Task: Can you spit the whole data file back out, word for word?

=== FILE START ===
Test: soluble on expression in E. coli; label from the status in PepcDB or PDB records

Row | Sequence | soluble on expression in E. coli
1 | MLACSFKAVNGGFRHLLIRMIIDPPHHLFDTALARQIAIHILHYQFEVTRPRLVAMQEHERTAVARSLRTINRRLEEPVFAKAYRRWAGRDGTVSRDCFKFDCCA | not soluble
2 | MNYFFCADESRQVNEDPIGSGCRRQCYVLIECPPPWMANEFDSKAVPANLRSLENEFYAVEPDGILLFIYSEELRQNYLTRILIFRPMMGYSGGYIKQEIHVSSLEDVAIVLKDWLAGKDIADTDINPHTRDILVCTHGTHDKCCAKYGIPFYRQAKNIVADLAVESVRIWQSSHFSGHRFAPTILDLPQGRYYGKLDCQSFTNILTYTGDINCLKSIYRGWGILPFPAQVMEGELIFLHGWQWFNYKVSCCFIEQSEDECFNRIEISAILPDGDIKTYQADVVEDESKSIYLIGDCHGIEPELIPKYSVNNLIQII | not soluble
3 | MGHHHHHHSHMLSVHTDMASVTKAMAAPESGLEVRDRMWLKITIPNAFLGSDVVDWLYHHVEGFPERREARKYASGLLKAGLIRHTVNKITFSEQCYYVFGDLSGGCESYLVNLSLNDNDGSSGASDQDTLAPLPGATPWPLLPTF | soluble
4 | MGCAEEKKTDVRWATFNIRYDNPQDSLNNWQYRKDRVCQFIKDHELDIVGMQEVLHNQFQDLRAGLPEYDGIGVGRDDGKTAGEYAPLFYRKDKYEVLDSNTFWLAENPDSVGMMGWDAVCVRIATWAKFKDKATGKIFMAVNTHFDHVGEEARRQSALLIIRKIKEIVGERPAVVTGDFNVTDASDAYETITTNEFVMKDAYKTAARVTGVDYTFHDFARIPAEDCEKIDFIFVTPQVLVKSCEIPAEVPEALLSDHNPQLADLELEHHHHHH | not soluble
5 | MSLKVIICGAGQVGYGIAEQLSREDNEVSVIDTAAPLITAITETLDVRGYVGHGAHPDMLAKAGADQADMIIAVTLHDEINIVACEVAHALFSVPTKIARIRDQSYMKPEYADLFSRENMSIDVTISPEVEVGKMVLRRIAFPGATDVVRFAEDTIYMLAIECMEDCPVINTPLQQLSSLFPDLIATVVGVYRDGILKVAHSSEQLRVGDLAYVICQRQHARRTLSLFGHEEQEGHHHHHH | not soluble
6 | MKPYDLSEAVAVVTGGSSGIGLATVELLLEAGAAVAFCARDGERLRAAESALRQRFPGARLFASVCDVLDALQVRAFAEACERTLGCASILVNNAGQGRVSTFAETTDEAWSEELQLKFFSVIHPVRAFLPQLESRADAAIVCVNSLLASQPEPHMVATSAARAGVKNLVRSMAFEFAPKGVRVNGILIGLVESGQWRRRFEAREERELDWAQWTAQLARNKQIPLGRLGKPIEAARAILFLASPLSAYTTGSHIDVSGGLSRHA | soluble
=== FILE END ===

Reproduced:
Test: soluble on expression in E. coli; label from the status in PepcDB or PDB records

Row | Sequence | soluble on expression in E. coli
1 | MLACSFKAVNGGFRHLLIRMIIDPPHHLFDTALARQIAIHILHYQFEVTRPRLVAMQEHERTAVARSLRTINRRLEEPVFAKAYRRWAGRDGTVSRDCFKFDCCA | not soluble
2 | MNYFFCADESRQVNEDPIGSGCRRQCYVLIECPPPWMANEFDSKAVPANLRSLENEFYAVEPDGILLFIYSEELRQNYLTRILIFRPMMGYSGGYIKQEIHVSSLEDVAIVLKDWLAGKDIADTDINPHTRDILVCTHGTHDKCCAKYGIPFYRQAKNIVADLAVESVRIWQSSHFSGHRFAPTILDLPQGRYYGKLDCQSFTNILTYTGDINCLKSIYRGWGILPFPAQVMEGELIFLHGWQWFNYKVSCCFIEQSEDECFNRIEISAILPDGDIKTYQADVVEDESKSIYLIGDCHGIEPELIPKYSVNNLIQII | not soluble
3 | MGHHHHHHSHMLSVHTDMASVTKAMAAPESGLEVRDRMWLKITIPNAFLGSDVVDWLYHHVEGFPERREARKYASGLLKAGLIRHTVNKITFSEQCYYVFGDLSGGCESYLVNLSLNDNDGSSGASDQDTLAPLPGATPWPLLPTF | soluble
4 | MGCAEEKKTDVRWATFNIRYDNPQDSLNNWQYRKDRVCQFIKDHELDIVGMQEVLHNQFQDLRAGLPEYDGIGVGRDDGKTAGEYAPLFYRKDKYEVLDSNTFWLAENPDSVGMMGWDAVCVRIATWAKFKDKATGKIFMAVNTHFDHVGEEARRQSALLIIRKIKEIVGERPAVVTGDFNVTDASDAYETITTNEFVMKDAYKTAARVTGVDYTFHDFARIPAEDCEKIDFIFVTPQVLVKSCEIPAEVPEALLSDHNPQLADLELEHHHHHH | not soluble
5 | MSLKVIICGAGQVGYGIAEQLSREDNEVSVIDTAAPLITAITETLDVRGYVGHGAHPDMLAKAGADQADMIIAVTLHDEINIVACEVAHALFSVPTKIARIRDQSYMKPEYADLFSRENMSIDVTISPEVEVGKMVLRRIAFPGATDVVRFAEDTIYMLAIECMEDCPVINTPLQQLSSLFPDLIATVVGVYRDGILKVAHSSEQLRVGDLAYVICQRQHARRTLSLFGHEEQEGHHHHHH | not soluble
6 | MKPYDLSEAVAVVTGGSSGIGLATVELLLEAGAAVAFCARDGERLRAAESALRQRFPGARLFASVCDVLDALQVRAFAEACERTLGCASILVNNAGQGRVSTFAETTDEAWSEELQLKFFSVIHPVRAFLPQLESRADAAIVCVNSLLASQPEPHMVATSAARAGVKNLVRSMAFEFAPKGVRVNGILIGLVESGQWRRRFEAREERELDWAQWTAQLARNKQIPLGRLGKPIEAARAILFLASPLSAYTTGSHIDVSGGLSRHA | soluble